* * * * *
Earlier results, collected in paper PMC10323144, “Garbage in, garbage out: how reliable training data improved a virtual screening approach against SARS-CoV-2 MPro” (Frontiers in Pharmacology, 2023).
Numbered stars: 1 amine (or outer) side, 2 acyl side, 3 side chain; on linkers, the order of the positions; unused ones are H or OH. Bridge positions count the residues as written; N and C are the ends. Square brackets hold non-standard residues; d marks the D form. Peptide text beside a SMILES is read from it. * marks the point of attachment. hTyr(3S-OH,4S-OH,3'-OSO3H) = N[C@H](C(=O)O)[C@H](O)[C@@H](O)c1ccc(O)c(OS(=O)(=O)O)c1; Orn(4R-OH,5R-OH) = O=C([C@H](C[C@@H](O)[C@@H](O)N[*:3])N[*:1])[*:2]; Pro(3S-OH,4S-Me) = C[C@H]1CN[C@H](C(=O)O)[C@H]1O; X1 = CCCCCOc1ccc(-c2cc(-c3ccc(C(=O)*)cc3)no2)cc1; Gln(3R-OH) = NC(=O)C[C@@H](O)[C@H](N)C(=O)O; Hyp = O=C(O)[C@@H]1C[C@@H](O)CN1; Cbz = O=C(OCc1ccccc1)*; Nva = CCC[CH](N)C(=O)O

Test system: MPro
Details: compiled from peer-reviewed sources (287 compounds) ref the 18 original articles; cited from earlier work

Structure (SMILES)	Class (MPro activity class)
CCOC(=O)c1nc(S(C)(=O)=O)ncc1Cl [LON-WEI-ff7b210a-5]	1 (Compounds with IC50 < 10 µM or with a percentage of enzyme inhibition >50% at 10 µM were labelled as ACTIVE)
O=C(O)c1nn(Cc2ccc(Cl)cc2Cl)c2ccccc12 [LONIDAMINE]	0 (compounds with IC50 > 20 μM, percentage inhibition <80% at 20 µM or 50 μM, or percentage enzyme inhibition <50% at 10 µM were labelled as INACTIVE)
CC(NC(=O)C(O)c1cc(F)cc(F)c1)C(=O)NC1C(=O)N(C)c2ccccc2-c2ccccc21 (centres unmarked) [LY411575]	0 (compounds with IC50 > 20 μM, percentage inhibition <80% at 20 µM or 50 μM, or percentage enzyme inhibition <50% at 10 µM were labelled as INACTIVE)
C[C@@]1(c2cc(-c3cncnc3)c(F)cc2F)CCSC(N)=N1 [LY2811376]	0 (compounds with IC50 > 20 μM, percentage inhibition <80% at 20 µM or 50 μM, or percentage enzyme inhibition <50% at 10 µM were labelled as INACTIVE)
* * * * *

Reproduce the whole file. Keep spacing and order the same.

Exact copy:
Earlier results, collected in paper PMC10323144, “Garbage in, garbage out: how reliable training data improved a virtual screening approach against SARS-CoV-2 MPro” (Frontiers in Pharmacology, 2023).
Numbered stars: 1 amine (or outer) side, 2 acyl side, 3 side chain; on linkers, the order of the positions; unused ones are H or OH. Bridge positions count the residues as written; N and C are the ends. Square brackets hold non-standard residues; d marks the D form. Peptide text beside a SMILES is read from it. * marks the point of attachment. hTyr(3S-OH,4S-OH,3'-OSO3H) = N[C@H](C(=O)O)[C@H](O)[C@@H](O)c1ccc(O)c(OS(=O)(=O)O)c1; Orn(4R-OH,5R-OH) = O=C([C@H](C[C@@H](O)[C@@H](O)N[*:3])N[*:1])[*:2]; Pro(3S-OH,4S-Me) = C[C@H]1CN[C@H](C(=O)O)[C@H]1O; X1 = CCCCCOc1ccc(-c2cc(-c3ccc(C(=O)*)cc3)no2)cc1; Gln(3R-OH) = NC(=O)C[C@@H](O)[C@H](N)C(=O)O; Hyp = O=C(O)[C@@H]1C[C@@H](O)CN1; Cbz = O=C(OCc1ccccc1)*; Nva = CCC[CH](N)C(=O)O

Test system: MPro
Details: compiled from peer-reviewed sources (287 compounds) ref the 18 original articles; cited from earlier work

Structure (SMILES)	Class (MPro activity class)
CCOC(=O)c1nc(S(C)(=O)=O)ncc1Cl [LON-WEI-ff7b210a-5]	1 (Compounds with IC50 < 10 µM or with a percentage of enzyme inhibition >50% at 10 µM were labelled as ACTIVE)
O=C(O)c1nn(Cc2ccc(Cl)cc2Cl)c2ccccc12 [LONIDAMINE]	0 (compounds with IC50 > 20 μM, percentage inhibition <80% at 20 µM or 50 μM, or percentage enzyme inhibition <50% at 10 µM were labelled as INACTIVE)
CC(NC(=O)C(O)c1cc(F)cc(F)c1)C(=O)NC1C(=O)N(C)c2ccccc2-c2ccccc21 (centres unmarked) [LY411575]	0 (compounds with IC50 > 20 μM, percentage inhibition <80% at 20 µM or 50 μM, or percentage enzyme inhibition <50% at 10 µM were labelled as INACTIVE)
C[C@@]1(c2cc(-c3cncnc3)c(F)cc2F)CCSC(N)=N1 [LY2811376]	0 (compounds with IC50 > 20 μM, percentage inhibition <80% at 20 µM or 50 μM, or percentage enzyme inhibition <50% at 10 µM were labelled as INACTIVE)